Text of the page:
Deep learning and convolutional neural networks (CNNs) in particular are increasingly popular tools for segmentation and classification of medical images. CNNs were shown to be successful for segmentation of brain tumors into multiple regions or labels. However, in the environment which fosters data-sharing and collection of multi-institutional datasets, a question arises: does training with data from another institution with potentially different imaging equipment, contrast protocol, and patient population impact the segmentation performance of the CNN? Our study presents preliminary data towards answering this question. Specifically, we used MRI data of glioblastoma (GBM) patients for two institutions present in The Cancer Imaging Archive. We performed a process of training and testing CNN multiple times such that half of the time the CNN was tested on data from the same institution that was used for training and half of the time it was tested on another institution, keeping the training and testing set size constant. We observed a decrease in performance as measured by Dice coefficient when the CNN was trained with data from a different institution as compared to training with data from the same institution. The changes in performance for the entire tumor and for four different labels within the tumor were: 0.72 to 0.65 (p=0.06), 0.61 to 0.58 (p=0.49), 0.54 to 0.51 (p=0.82), 0.31 to 0.24 (p<0.03), and 0.43 to 0.31(p<0.003) respectively. In summary, we found that while data across institutions can be used for development of CNNs, this might be associated with a decrease in performance.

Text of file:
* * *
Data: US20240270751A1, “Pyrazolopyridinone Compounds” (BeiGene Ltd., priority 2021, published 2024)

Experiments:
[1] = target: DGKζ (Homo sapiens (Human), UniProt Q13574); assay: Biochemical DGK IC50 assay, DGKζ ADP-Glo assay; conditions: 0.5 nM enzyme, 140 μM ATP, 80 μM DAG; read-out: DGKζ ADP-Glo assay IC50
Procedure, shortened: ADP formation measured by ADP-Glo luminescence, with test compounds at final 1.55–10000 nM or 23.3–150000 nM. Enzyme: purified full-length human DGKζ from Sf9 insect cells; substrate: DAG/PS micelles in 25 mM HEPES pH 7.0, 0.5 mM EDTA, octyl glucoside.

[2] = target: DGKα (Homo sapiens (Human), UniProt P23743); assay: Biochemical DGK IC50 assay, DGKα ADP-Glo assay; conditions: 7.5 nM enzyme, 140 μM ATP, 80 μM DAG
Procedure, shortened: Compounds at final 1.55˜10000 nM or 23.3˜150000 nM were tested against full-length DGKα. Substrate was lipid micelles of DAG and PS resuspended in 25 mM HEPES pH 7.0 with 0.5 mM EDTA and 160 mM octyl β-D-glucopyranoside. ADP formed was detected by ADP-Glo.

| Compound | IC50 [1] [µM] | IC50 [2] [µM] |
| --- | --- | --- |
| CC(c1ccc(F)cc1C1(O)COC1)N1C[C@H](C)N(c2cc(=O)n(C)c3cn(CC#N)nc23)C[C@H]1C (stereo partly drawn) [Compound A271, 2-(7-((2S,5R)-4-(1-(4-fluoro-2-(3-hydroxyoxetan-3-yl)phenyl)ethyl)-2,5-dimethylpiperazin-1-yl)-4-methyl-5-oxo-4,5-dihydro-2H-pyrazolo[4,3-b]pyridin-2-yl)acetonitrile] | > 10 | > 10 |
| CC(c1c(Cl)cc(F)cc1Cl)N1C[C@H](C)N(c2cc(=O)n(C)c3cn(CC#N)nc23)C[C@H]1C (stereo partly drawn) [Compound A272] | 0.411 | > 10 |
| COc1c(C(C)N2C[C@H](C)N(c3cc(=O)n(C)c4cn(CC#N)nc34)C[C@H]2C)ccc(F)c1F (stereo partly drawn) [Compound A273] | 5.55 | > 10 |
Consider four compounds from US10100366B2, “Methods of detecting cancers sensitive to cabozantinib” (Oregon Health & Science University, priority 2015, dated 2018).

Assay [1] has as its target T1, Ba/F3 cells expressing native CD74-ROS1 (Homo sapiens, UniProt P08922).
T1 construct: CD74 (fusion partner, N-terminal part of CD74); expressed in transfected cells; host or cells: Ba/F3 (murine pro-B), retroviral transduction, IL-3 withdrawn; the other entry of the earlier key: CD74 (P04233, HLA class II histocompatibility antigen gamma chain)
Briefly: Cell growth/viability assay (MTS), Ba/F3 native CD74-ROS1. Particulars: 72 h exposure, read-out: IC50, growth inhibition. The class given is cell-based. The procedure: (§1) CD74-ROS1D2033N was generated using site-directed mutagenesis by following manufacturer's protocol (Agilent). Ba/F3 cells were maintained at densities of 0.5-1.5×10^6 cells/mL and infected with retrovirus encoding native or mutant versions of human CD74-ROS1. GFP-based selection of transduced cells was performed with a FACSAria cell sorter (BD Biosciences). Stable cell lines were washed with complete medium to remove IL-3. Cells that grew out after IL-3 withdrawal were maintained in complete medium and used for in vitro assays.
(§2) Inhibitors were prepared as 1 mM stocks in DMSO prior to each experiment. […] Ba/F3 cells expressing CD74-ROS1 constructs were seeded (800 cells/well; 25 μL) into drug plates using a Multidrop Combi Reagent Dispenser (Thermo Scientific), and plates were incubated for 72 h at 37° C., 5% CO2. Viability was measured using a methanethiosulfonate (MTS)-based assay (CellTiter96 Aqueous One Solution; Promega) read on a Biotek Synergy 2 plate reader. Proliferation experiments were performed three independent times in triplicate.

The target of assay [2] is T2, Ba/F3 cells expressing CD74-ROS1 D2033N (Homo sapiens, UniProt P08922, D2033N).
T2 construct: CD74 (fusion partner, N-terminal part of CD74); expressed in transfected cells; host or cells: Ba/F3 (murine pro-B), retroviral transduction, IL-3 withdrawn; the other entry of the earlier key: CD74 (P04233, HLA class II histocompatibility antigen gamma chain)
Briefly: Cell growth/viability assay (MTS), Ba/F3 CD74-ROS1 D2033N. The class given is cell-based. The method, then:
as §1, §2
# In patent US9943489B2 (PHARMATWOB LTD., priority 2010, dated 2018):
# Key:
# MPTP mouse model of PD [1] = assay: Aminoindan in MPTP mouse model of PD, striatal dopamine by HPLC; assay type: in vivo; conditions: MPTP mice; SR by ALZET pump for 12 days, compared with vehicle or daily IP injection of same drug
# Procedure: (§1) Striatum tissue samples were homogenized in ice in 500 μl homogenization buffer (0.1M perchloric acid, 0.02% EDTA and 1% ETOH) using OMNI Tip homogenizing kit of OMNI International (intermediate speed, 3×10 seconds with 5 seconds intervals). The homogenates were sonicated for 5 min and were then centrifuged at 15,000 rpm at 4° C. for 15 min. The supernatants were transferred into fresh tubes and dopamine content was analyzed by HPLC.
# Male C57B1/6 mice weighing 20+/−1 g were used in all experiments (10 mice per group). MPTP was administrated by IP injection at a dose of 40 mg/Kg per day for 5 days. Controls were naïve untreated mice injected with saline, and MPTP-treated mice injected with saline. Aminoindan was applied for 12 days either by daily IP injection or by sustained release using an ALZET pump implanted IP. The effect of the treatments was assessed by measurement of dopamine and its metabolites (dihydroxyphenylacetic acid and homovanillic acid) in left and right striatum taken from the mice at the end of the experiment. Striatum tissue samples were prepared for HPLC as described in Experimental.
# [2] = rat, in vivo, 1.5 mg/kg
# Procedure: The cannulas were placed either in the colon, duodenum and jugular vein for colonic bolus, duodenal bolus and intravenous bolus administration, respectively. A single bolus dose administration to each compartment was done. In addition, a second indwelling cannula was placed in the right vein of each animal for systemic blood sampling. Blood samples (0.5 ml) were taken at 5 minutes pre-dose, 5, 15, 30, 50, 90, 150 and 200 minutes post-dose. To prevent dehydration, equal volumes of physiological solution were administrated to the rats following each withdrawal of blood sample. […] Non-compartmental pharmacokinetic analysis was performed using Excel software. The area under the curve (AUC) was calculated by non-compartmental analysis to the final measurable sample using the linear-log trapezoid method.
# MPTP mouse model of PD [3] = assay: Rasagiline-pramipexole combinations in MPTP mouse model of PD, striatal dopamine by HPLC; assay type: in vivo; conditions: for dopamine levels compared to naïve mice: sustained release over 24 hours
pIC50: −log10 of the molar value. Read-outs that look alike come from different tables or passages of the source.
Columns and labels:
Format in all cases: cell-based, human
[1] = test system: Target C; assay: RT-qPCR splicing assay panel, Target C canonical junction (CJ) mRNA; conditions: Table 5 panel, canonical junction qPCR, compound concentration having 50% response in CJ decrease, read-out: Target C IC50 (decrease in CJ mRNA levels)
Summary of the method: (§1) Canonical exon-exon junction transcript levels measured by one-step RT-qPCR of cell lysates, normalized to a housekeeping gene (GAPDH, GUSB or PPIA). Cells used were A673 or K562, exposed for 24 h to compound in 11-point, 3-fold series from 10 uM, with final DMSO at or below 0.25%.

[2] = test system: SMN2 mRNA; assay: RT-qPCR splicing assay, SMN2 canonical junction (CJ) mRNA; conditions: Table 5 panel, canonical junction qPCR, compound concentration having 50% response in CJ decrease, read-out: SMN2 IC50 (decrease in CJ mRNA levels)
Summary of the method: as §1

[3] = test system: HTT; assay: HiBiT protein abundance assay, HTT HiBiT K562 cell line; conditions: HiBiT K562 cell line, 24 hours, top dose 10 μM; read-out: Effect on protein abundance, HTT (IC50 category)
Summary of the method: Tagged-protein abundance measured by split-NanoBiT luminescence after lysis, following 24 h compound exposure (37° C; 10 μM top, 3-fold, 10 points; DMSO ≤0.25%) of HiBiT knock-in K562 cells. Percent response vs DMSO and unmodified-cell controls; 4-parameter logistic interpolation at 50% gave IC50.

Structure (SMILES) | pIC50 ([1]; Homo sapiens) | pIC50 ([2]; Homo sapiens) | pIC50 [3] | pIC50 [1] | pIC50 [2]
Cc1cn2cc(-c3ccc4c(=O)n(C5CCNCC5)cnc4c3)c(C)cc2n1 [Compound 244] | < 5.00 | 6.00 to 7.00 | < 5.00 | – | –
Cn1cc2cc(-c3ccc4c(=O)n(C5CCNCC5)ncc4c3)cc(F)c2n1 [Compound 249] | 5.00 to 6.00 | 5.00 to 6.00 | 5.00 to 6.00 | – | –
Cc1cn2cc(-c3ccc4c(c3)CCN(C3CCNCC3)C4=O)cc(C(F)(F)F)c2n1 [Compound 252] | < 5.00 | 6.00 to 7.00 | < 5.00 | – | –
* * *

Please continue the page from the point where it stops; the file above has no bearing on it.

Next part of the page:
David Paredes, Ashirbani Saha, and Maciej A. Mazurowski, "Deep learning for segmentation of brain tumors: can we train with images from different institutions?," Proc. SPIE 10134, Medical Imaging 2017: Computer-Aided Diagnosis, 101341P (Presented at SPIE Medical Imaging: February 16, 2017; Published: 3 March 2017); https://doi.org/10.1117/12.2255696.
Conference Presentations are recordings of oral presentations given at SPIE conferences and published as part of the conference proceedings. They include the speaker's narration along with a video recording of the presentation slides and animations. Many conference presentations also include full-text papers. Search and browse our growing collection of more than 12,000 conference presentations, including many plenary and keynote presentations.